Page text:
To discover how secondary colors are derived from primary colors
There are seven colors defining wavelengths of visible light. These colors are red, yellow, green, blue, orange, indigo and violet. This "visible light" corresponds to a wavelength range of 400 - 700 nanometers (nm). From shortest to longest wavelength, the visible colors are ordered as follows: violet, blue, green, yellow, orange, and red.
Additive Color Models
There are three primary colors for additive colorizations. These are red, green, and blue and are often referred to as RGB in the digital world. All computer images use a combination of these three primary colors. When added together, these component colors form the color white.
Subtractive Color Models
The primary colors for subtractive coloration, as in art, are cyan, yellow, and magenta. When combined these colors form the color black.
In this experiment we'll create an array of secondary colors that are derived from primary colors red, yellow, and blue using sheets of cellophane (a thin, transparent sheet made of regenerated cellulose).
- Red cellophane
- Blue cellophane
- Yellow cellophane
- Journal or notebook (to record results)
Estimated Experiment Time
As little as 5 minutes or as long as your creativity will allow.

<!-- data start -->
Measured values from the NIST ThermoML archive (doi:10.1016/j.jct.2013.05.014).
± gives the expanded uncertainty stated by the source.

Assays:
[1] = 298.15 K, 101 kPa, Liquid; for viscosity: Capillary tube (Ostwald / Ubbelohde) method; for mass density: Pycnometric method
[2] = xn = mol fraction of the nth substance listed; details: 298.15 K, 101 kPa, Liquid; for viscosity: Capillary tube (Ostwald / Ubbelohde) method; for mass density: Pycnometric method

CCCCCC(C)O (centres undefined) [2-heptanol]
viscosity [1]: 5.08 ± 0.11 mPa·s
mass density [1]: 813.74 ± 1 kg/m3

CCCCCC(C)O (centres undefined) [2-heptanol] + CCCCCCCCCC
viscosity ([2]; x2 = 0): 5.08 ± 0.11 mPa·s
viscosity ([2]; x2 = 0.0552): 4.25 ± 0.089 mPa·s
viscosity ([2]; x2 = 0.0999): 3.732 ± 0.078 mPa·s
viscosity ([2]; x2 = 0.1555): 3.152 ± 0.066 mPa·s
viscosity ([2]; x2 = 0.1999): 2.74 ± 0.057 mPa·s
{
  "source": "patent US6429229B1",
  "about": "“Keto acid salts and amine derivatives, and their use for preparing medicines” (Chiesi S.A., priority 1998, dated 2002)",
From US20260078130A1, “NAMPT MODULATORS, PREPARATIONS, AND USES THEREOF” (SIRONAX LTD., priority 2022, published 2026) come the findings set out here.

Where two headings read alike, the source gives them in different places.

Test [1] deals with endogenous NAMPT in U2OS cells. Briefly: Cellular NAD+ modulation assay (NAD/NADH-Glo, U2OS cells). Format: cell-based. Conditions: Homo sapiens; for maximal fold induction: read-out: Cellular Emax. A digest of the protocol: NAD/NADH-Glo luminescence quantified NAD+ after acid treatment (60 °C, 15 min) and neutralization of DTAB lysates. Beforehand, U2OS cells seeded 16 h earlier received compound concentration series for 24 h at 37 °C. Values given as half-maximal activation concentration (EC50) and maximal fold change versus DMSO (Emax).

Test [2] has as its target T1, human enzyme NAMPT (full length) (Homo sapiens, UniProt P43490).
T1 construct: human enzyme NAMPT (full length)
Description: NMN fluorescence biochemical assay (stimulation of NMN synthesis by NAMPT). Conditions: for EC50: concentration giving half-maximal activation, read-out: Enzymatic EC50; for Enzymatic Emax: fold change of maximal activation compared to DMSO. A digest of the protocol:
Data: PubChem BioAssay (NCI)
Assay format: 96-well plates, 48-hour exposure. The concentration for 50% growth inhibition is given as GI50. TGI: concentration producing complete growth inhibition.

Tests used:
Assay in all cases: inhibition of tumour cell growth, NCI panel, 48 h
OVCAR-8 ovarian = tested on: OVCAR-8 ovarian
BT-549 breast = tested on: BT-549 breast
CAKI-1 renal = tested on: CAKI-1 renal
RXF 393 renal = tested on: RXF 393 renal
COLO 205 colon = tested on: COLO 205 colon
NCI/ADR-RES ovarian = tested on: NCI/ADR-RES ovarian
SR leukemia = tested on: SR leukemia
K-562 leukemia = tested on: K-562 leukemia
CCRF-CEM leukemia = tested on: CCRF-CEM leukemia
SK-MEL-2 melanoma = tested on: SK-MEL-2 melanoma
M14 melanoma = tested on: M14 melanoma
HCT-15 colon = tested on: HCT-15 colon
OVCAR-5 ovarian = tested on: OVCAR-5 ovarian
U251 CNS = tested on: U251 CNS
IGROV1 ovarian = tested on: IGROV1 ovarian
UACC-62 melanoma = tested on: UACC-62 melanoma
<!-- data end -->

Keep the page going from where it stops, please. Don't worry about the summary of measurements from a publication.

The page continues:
- 1. Find an area in your house where there is a white wall. The wall needs to be solid white, not off-white or colored.
- 2. Cover the top of the flashlight with a sheet of red cellophane. Now cover the red cellophane with a sheet of yellow cellophane. Shine the flashlight on the wall. What color do you see? Record the results in your journal.
- 3. Remove the yellow cellophane sheet from the previous step.
- 4. Now cover the sheet of red cellophane with a sheet of blue cellophane. Shine the flashlight on the wall. What color do you see? Record the results in your journal.
- 5. Remove both the blue AND red cellophane sheets from the previous step. You should now have an uncovered flashlight.
- 6. Cover the top of the flashlight with a sheet of blue cellophane. Now cover the blue cellophane with a sheet of yellow cellophane. Shine the flashlight on the wall. What color do you see? Record the results in your journal.
- 7. What other colors can you make with the flashlight and the cellophane? Try different combinations and find out!
If your cellophane is not self-adhesive, you'll need to use tape to get the cellophane to attach over the top of the flashlight.
What colors did you create with the flashlight and cellophane? Did you expand the experiment and try to make your own secondary colors? Do you think you can make black with the cellophane sheets? Give it a try and find out!
Primary colors for subtractive colorization in art are made up of red, blue, and yellow. When combinations of these colors are put together, they form secondary colors such as green, orange, or purple. When you place the cellophane combinations on the flashlight and shine it on the wall, you're creating secondary colors!
Take a moment to visit our table of Periodic Elements page where you can get an in-depth view of all the elements,
complete with the industry first side-by-side element comparisons!